Lead concentrations and isotopic ratios in the sediments of the Sea of Galilee

Yigal Erel*, Yael Dubowski, Ludwik Halicz, Jonathan Erez, Aaron Kaufman

*Corresponding author for this work

Research output: Contribution to journalArticlepeer-review

29 Scopus citations


The isotopic composition and concentrations of Pb in the sediments of the Sea of Galilee (Lake Kinneret) were measured. The studied sediments have been deposited in the lake since the early 1900s (ca. 1920), hence Pb data record the transition from a period when the lake vicinity was sparsely populated to the present (approximately 100 000 people living in the area around the lake). In general, there is either a constant or a relatively slow increase in Pb concentrations from 40 cm depth (3.5-4.4 μg/g; ca. 1920) to 17 ± 2 cm below the sediment-water interface (3.7-7.2 μg/g;), which was deposited in the mid-1960s. From 17 ± 2 cm below the surface, there is a much faster increase up to 7 ± 2 cm below the surface (from 6.5 to 11.5 μg/g; 1982-1983), and from 7 ± 2 cm there is a gradual decrease in Pb concentrations toward the sediment-water interface. At station G, near the outlet of the Jordan River, Pb concentrations drop between 29 and 25 cm below the surface, probably reflecting changes in the particulate load of the Jordan River due to the drying out of the Hula Swamp in the early 1950s. 206Pb/207Pb values in all the stations record most of the shifts displayed by Pb concentrations in the sediment. The estimated value of total Pb deposited annually in the lake sediment in the early 1990s is very close to the value obtained from measurements of Pb fluxes to the lake from eolian and fluvial sources. On the basis of the linear relationship between 206Pb/207Pb (or 208 Pb/207Pb) and 1/[Pb], we argue that two end-members contribute most of the Pb to the lake sediments. Sources of Pb to the lake include (i) the weathering of basalt from the eastern Galilee and the Golan Heights contributing 2.6 ± 0.5 μg/g Pb to the sediment and (ii) anthropogenic Pb that is affecting both surface and deep (from 30 to 40 cm) lake sediments. At station S, a third source, Pb released from soils developed on carbonates, should be considered as well.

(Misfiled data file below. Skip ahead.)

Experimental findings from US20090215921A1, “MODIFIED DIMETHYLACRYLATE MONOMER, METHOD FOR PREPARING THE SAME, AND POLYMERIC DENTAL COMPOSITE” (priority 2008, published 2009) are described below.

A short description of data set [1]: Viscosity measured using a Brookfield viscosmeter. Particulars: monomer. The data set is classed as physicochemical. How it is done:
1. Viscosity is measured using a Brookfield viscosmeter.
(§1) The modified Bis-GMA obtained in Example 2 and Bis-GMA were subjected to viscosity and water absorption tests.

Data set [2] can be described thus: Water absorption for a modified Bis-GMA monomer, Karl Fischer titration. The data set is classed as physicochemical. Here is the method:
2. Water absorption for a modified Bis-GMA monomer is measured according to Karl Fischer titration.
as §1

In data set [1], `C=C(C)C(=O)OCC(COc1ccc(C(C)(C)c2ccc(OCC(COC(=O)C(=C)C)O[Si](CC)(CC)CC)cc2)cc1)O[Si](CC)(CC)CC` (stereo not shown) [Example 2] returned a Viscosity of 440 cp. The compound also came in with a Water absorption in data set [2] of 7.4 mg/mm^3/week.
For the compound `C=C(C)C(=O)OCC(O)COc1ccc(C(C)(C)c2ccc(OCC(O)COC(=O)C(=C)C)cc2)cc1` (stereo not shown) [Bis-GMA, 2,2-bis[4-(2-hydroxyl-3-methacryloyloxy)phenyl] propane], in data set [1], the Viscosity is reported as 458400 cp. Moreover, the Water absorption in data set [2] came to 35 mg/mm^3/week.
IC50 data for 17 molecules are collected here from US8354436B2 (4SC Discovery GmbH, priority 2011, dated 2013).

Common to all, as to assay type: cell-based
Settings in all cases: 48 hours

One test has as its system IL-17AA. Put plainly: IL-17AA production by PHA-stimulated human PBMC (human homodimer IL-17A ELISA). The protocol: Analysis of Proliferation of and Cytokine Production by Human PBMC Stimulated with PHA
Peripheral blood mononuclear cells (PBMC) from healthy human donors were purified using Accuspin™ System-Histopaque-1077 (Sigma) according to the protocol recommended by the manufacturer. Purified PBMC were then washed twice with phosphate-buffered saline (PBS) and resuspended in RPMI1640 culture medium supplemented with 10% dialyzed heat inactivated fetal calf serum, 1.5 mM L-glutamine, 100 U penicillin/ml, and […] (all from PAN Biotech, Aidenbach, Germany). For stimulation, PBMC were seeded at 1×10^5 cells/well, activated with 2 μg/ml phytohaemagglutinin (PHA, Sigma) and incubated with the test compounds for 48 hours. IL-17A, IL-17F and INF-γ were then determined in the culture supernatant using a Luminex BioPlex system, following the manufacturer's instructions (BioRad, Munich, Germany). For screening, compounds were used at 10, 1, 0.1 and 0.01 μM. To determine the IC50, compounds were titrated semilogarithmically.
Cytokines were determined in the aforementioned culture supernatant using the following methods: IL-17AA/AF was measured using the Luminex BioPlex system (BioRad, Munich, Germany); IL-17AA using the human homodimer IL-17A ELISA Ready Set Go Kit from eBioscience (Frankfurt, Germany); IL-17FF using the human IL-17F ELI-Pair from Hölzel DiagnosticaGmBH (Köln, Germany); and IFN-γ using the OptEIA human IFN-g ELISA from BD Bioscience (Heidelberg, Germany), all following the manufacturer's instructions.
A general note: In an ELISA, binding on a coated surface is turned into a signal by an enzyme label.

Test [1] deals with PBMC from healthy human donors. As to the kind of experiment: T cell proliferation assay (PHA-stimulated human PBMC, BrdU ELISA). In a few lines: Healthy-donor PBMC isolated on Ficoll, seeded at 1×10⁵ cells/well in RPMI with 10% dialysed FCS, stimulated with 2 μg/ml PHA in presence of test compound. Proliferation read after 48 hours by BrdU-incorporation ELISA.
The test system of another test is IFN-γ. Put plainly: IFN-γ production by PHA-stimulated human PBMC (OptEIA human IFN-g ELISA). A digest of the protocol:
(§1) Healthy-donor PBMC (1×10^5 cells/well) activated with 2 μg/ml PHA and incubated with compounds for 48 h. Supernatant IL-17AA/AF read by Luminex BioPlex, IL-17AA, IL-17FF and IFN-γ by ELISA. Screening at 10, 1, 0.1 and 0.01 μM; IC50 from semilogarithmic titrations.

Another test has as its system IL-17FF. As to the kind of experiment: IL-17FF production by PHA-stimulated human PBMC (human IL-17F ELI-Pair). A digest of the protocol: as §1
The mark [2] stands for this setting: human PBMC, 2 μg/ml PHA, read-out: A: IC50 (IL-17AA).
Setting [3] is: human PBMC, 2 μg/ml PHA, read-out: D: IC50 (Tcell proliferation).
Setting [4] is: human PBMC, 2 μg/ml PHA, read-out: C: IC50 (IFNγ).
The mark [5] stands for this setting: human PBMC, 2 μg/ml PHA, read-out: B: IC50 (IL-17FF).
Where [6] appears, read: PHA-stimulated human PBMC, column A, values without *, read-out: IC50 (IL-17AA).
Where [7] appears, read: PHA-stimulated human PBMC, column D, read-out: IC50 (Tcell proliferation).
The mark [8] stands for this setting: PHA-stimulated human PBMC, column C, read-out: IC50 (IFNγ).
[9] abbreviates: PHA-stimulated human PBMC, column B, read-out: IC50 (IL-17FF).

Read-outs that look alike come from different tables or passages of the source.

Original languageAmerican English
Pages (from-to)292-299
Number of pages8
JournalEnvironmental Science and Technology
Issue number2
StatePublished - 15 Jan 2001


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